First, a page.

Perpetual Contract® data is a proprietary CSI concept that many traders find very helpful as both an analytic and trading aid. It is intended as an indicator of market movement, not as an explicit price indicator. This time series can be calculated in two different ways:
The original formula uses Time Weighting and represents a weighted average of the two contracts of the same commodity that lie adjacent to a given period-forward point in time, avoiding the volatile expiring market period and the quiet illiquid period of a contract's history.
The alternative Perpetual Contract series uses Open Interest Weighting to blend all contracts, with emphasis on those with the greatest open interest.
Either way, Perpetual Contract Data can continuously focus on the center of market volume and liquidity, and effectively take the market's pulse over an indefinite period. Unlike nearest future contracts, this computed contract has no abrupt jumps or drops in price. Use this concept to study a market's characteristics over time without concern for contract expiration or the following of complex contract roll-forward rules.
The user settings for Perpetual Contract Data are shown here:
You'll need to select the appropriate response for each of the following:
The two entries for the Rollforward Date in Perpetual Contract data determine when the contract that is closest to expiration (of the pair) is dropped from the formula and is replaced with the next farther-out contract. The "Date" only applies when Trading Day Weighting is used.
Day From Start of Month: This entry determines the specific date when your Perpetual Contract series will drop the lead contract and add a more distant contract for calculating the time-weighted moving average.
In the box to the right of this prompt, enter the roll-forward date (1 to 31) within the rollover month. Use 31 to roll on the last trading day. The month in which this date falls is determined by the next prompt.
Months Prior: In the box to the right of this prompt, enter the number of months prior to the contract's expiration month when rolling should occur. Enter 0 for rolling within the expiration month, 1 for one month prior, etc. Use 0 (along with 31, above) for the last trading day.
Since Perpetual Contract Data is intended to avoid the volatile period at the end of a contract's life, it is common to use an early rollover date such as the first day of the expiration date (1 for Day and 0 for Months Prior) or, even better, to roll on the tenth day of the month prior to the delivery month (10 for Day and 1 for Months Prior).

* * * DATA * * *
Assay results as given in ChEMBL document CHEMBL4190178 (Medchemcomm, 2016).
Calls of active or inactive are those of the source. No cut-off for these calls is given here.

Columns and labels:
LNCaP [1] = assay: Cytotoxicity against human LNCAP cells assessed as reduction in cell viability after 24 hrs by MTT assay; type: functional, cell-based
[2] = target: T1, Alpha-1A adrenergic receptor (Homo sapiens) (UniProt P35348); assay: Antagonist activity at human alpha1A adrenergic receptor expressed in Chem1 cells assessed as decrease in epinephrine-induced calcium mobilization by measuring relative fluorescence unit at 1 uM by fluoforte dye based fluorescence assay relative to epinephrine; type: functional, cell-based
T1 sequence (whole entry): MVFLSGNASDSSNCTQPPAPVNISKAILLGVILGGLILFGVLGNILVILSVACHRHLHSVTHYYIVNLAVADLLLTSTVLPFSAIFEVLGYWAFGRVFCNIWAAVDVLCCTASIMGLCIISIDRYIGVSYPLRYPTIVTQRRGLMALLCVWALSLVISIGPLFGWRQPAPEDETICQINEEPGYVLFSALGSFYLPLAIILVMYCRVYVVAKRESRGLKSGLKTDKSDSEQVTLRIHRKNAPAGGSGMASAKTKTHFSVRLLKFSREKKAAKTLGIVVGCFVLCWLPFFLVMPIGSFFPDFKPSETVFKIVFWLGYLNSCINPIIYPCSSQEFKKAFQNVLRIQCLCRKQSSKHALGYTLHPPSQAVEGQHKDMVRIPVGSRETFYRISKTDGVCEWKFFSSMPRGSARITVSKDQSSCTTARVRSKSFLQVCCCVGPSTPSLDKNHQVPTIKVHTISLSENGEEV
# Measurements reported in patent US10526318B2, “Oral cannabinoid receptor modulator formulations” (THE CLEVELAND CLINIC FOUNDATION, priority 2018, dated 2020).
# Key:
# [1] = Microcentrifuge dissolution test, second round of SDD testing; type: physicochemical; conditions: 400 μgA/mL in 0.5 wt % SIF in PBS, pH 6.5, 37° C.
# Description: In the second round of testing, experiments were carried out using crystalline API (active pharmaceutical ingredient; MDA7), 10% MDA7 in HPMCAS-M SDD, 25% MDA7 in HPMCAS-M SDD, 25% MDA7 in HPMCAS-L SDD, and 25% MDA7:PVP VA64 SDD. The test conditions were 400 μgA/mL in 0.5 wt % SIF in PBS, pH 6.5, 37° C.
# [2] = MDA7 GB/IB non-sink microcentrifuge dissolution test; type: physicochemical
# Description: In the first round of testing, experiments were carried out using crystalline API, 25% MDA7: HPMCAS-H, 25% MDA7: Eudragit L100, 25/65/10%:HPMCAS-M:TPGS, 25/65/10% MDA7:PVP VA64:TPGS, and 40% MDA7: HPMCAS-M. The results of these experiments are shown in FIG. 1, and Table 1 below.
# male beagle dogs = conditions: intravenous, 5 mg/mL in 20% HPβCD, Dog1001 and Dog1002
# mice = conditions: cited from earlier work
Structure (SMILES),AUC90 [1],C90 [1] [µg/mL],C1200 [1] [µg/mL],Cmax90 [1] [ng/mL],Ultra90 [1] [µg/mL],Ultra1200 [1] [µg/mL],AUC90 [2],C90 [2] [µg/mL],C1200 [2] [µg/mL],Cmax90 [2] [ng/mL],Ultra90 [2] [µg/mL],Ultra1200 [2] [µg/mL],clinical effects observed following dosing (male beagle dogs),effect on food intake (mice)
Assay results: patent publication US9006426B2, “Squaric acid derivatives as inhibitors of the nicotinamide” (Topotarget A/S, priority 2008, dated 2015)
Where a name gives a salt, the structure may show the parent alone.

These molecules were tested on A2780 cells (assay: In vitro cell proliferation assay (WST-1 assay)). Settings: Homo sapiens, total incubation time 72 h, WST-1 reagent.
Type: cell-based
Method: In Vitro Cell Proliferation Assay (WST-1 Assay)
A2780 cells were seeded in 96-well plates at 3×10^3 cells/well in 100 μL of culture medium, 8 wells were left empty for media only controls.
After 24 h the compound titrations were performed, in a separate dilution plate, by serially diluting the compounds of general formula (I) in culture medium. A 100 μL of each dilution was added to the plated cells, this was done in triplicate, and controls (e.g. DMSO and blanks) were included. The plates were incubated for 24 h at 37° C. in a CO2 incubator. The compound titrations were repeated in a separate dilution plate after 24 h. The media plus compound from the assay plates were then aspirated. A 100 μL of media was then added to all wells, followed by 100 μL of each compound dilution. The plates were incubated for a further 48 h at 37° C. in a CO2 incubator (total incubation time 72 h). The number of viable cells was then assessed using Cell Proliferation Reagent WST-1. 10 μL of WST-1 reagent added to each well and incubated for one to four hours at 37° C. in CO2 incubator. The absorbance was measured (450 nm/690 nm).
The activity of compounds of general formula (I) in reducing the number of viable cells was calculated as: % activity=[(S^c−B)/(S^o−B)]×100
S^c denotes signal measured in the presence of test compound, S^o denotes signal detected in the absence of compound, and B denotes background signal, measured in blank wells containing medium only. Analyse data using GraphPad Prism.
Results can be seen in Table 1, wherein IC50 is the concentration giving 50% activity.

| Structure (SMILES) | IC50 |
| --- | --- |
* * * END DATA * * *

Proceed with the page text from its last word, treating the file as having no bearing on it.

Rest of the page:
Time Weighting: The original formula for Perpetual Contract Data uses a time-weighted average of the prices of two contracts of the same commodity. When Time Weighting is selected, the standard procedure is used. The Rollforward "Date" and "Months Forward to View Market" selected on the Perpetual Contract Selection screen will apply.
Open Interest Weighting: An alternate strategy for calculating a Perpetual Contract data series is to use an open-interest weighted average of all active trading months. To use the alternate formula which weights prices of all active contracts based on open interest, click the down arrow at the right of the text box, then click Open Interest Weighting. When this choice is taken, neither the roll date nor the months ahead to view market options will be taken into account.
Months Forward to View Market
When creating time-weighted Perpetual Contract data, a time-weighted average is produced using the prices of the contracts that expire before and after the ever-changing date that lies a fixed number of months in the future. This prompt determines how many months ahead that ever-changing date will be.
Your entry should be greater than or equal to the maximum gap (in months) between successive delivery months for this market. Three months ahead is the usual distance for measuring most commodities, financials and indices, because most have contract expirations at least as often as every two or three months. A two-month forward view of the market may be appropriate for commodities that expire every month or two such as the energy products, live cattle or hogs and perhaps some precious metals.
If a commodity has a large gap between successive delivery months, such as Pork Bellies (Aug. to Feb.), the months ahead to view the market should be increased to reflect that gap. Using a value that is less than the maximum gap between successive contracts will result in some portions of the series representing nearest-future data, as opposed to Perpetual Contract data.
This entry will be disregarded if Open Interest Weighting is selected.